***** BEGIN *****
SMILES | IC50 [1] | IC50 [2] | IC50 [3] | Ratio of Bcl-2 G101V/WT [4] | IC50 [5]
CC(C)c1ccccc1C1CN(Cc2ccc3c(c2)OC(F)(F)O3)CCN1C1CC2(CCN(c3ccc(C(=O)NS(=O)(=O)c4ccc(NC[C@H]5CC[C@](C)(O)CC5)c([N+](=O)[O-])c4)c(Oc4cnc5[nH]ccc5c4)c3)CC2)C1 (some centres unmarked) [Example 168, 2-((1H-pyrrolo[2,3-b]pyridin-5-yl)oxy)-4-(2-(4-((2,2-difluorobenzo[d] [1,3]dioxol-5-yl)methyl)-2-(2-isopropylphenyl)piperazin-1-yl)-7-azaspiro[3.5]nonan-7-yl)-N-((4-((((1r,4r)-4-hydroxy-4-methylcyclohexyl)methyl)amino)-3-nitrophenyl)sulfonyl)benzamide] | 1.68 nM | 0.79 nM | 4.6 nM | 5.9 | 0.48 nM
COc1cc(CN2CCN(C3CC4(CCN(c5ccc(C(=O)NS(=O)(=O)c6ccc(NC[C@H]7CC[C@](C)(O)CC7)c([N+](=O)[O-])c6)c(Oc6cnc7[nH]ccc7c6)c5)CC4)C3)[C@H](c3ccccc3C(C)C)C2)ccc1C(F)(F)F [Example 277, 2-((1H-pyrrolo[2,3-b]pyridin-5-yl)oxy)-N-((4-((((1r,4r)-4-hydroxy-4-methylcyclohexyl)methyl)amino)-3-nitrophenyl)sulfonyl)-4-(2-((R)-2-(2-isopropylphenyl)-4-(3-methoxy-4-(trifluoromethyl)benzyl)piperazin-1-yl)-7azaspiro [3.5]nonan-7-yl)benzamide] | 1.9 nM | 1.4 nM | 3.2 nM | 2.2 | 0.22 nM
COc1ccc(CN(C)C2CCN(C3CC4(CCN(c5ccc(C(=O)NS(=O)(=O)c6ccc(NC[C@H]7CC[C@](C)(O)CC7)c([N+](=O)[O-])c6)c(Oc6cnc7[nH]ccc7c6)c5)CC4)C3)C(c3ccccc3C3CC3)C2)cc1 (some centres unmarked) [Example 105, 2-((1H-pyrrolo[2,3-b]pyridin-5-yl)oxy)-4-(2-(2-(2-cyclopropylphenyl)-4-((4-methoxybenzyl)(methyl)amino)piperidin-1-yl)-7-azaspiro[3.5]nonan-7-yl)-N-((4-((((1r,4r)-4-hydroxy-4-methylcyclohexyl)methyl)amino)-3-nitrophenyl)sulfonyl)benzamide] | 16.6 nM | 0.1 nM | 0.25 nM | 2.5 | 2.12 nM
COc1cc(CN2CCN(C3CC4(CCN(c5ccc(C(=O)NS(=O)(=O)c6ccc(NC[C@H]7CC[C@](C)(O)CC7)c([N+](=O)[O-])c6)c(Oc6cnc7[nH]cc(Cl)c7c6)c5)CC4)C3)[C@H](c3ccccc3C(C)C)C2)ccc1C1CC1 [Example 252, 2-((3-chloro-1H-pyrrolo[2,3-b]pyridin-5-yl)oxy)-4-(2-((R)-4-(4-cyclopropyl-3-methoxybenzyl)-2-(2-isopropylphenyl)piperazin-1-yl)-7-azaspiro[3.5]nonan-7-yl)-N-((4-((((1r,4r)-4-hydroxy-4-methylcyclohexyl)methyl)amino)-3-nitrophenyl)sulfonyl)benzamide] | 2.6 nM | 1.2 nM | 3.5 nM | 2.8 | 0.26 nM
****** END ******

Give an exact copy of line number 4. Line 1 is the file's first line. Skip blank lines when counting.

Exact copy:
COc1ccc(CN(C)C2CCN(C3CC4(CCN(c5ccc(C(=O)NS(=O)(=O)c6ccc(NC[C@H]7CC[C@](C)(O)CC7)c([N+](=O)[O-])c6)c(Oc6cnc7[nH]ccc7c6)c5)CC4)C3)C(c3ccccc3C3CC3)C2)cc1 (some centres unmarked) [Example 105, 2-((1H-pyrrolo[2,3-b]pyridin-5-yl)oxy)-4-(2-(2-(2-cyclopropylphenyl)-4-((4-methoxybenzyl)(methyl)amino)piperidin-1-yl)-7-azaspiro[3.5]nonan-7-yl)-N-((4-((((1r,4r)-4-hydroxy-4-methylcyclohexyl)methyl)amino)-3-nitrophenyl)sulfonyl)benzamide] | 16.6 nM | 0.1 nM | 0.25 nM | 2.5 | 2.12 nM